Paul McCulley Sees Value in MMT; Larry Fink Calls It ‘Garbage’
(Bloomberg) -- Paul McCulley and Modern Monetary Theory go way back.
The former Pimco chief economist says he’s “not a card-carrying MMTer.’’ But he has a lot of sympathy for the doctrine that’s burst into the debate about America’s public finances -- and is drawing a barrage of criticism from mainstream economists and the financial world. BlackRock Chief Executive Officer Larry Fink became one of the latest to weigh in on Thursday, calling the theory “garbage.”
MMT argues that governments borrowing in their own currencies can’t go broke and have room to spend when inflation is muted, like now. There’s supporting evidence from Treasury markets, where yields have stayed low even amid a supply glut as U.S. deficits widen.
But few Wall Streeters have been willing to seriously debate the theory’s merits, while Federal Reserve Chair Jerome Powell -– and economists like Larry Summers and Paul Krugman –- have denounced it. Fink, speaking on Bloomberg TV Thursday, warned that “deficits are going to be driving interest rates much higher and it could drive them to an unsustainable level.”
McCulley has never run with the financial herd. His thinking has been underpinned by what he calls “principled populism’’ for decades –- a span that includes his tenure as the top ideas guy at what was then arguably the world’s most successful bond fund. (His old boss Bill Gross also sounds a bit like an MMT convert nowadays.) McCulley coined two terms that became widely used to define crisis risks around 2008: the “shadow banking’’ system and the “Minsky Moment.’’
Now, he’s speaking up for MMT -– a school of thought that Powell said is “just wrong’’ and Summers called “fallacious on multiple levels.’’
McCulley says it offers a “robust architecture for a fiat currency world.’’ That’s a claim made by MMTers too, who say a lot of conventional economic thinking is a leftover from the days when America’s money was backed by gold.
The Pimco veteran, now a professor and senior fellow in economics at Cornell Law School, says he’s frustrated by the often-voiced view that running bigger budget deficits -- and supporting them with easy central-bank money -- is a step toward hyperinflation.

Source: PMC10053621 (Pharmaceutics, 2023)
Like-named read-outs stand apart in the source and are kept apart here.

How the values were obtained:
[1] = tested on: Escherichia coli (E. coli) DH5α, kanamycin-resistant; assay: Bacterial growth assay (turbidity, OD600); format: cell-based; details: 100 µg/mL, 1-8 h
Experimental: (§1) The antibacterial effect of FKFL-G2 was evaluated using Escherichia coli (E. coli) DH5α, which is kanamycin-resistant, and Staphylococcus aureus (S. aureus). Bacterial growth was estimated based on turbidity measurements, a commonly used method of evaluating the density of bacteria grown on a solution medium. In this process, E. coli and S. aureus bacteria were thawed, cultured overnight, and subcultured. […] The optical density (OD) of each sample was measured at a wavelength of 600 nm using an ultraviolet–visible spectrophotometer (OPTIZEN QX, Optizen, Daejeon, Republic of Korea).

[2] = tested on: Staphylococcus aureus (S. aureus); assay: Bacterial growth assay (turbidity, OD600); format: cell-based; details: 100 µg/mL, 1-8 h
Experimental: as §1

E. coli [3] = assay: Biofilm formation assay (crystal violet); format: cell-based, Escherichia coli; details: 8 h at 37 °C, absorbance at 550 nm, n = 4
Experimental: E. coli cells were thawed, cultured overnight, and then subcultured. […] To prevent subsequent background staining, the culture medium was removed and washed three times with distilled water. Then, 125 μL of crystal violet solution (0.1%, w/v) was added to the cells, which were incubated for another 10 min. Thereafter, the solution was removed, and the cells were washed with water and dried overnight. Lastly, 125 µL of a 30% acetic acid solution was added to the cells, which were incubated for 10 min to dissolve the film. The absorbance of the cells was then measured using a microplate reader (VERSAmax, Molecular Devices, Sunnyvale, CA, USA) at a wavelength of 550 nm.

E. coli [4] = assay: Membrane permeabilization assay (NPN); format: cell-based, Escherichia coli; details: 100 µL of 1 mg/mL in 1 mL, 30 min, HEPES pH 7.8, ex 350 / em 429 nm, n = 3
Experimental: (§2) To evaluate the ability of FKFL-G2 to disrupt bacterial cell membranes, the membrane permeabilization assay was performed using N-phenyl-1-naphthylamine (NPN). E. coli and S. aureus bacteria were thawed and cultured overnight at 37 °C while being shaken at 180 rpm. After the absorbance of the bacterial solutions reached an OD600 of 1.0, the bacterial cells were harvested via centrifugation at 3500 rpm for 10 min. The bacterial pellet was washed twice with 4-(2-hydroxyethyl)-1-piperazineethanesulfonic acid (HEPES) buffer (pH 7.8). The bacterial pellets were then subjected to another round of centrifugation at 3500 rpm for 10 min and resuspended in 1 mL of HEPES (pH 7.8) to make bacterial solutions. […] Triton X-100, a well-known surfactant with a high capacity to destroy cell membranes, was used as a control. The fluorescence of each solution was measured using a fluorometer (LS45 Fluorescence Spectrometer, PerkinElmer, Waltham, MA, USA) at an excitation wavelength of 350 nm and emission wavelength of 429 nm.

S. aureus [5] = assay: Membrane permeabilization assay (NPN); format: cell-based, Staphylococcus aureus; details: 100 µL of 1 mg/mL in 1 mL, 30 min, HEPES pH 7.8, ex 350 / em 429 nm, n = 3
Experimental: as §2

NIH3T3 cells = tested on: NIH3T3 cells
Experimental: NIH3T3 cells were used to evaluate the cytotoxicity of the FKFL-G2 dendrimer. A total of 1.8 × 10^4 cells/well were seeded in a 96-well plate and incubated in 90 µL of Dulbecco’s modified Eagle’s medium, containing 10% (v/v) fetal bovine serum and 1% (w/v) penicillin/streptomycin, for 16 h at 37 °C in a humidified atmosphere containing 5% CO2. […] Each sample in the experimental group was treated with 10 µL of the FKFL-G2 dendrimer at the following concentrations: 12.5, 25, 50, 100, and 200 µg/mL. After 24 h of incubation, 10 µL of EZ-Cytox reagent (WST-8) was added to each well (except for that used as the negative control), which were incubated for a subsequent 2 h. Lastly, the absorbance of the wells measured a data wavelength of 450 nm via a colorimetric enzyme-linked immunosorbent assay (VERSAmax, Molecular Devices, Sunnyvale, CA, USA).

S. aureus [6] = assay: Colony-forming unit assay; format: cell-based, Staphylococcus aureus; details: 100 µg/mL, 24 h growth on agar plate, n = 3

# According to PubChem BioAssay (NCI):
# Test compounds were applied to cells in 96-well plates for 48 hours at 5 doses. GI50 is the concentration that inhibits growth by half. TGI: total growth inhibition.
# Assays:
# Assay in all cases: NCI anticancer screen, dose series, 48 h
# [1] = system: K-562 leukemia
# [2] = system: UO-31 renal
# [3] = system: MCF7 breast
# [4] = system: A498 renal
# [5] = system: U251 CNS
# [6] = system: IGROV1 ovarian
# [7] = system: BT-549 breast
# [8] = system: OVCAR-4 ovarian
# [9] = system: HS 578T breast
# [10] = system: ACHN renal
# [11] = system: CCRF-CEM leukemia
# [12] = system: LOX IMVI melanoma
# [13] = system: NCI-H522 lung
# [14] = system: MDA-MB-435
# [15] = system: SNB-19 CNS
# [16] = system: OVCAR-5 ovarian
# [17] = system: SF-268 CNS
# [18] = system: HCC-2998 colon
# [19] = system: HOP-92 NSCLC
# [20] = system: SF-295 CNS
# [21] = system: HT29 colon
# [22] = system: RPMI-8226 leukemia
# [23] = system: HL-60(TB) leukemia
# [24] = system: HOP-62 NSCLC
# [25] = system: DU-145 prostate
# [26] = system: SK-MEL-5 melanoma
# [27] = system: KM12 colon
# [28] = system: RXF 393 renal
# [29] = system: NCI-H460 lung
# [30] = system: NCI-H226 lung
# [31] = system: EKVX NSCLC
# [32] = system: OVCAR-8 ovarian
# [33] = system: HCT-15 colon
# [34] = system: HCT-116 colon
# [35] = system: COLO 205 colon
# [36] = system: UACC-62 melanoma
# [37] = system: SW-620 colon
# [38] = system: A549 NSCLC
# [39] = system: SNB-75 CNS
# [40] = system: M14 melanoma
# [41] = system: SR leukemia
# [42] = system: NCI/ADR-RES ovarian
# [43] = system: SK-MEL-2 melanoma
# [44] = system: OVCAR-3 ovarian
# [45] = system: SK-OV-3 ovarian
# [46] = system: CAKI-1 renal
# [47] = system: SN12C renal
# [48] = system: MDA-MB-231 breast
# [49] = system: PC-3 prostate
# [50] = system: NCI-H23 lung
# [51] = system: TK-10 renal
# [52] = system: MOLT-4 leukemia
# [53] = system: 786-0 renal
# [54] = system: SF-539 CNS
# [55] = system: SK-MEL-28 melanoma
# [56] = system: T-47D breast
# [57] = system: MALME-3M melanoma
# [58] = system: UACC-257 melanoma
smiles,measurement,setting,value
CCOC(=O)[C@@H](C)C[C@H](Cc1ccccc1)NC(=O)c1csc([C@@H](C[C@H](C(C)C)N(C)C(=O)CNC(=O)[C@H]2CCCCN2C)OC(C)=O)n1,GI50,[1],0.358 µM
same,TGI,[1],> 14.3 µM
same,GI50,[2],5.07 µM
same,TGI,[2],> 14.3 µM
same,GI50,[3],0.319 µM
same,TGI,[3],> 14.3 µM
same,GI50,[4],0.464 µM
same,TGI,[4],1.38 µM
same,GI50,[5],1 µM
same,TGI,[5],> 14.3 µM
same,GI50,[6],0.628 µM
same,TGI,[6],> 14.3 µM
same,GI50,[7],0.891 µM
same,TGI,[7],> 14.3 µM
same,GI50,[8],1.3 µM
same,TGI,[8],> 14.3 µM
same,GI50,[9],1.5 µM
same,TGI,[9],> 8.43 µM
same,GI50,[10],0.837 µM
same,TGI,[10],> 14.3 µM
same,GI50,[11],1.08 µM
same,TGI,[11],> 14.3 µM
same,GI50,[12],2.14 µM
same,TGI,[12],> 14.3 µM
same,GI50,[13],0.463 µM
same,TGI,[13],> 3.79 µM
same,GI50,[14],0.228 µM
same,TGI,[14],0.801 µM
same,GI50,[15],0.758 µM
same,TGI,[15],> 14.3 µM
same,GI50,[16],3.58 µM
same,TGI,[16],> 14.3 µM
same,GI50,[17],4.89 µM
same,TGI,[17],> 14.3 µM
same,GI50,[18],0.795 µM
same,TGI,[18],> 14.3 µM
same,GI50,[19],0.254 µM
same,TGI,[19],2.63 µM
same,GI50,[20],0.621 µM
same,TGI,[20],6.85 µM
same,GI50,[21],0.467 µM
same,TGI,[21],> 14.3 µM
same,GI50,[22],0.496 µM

“Last time I checked, the U.S. has missed its inflation target for 10 years running, of which seven or eight were at zero interest rates,” he said in an interview. “Let’s look at reality here. Zimbabwe is not on our curve.”
McCulley doesn’t embrace everything in MMT, which has won converts among freshman Democrats like Alexandria Ocasio-Cortez as a way to finance the Green New Deal and Medicare For All.
The theory supports a bigger role for Congress in managing the economy, and a smaller one for the central bank. McCulley favors a middle path. He said the MMTers have logic on their side “but they have difficulty dealing with the political reality of an independent Fed.’’
He argues that outside of crisis times like 2008, interest-rate and budget policy should be distinct -– but cooperative. “Congress is going to have to own the unemployment target and the inflation target,’’ he said. And MMT needs to come clean about the need for changes to the Fed’s legal mandate, so it can support deficit-spending.
“They’re scared to actually talk about it plainly,’’ he said. Though he appreciates why they don’t -- because “Wall Street will get wrapped around the axle.”
Former New York Fed president Bill Dudley called MMT a “crackpot theory” in a Bloomberg Radio interview Wednesday. But the gap between his view and McCulley’s may not be as wide as it seems. Dudley also acknowledged that “better coordination between the fiscal side and the monetary policy side would help the economy” in a downturn.
McCulley says the Great Recession provided insight into how that could work. But he says that too much of the recovery effort was left to the Fed.
The result was “pathological’’ levels of income and wealth inequality, he says. Because monetary policy works “by driving up asset prices. And rich people own assets.’’
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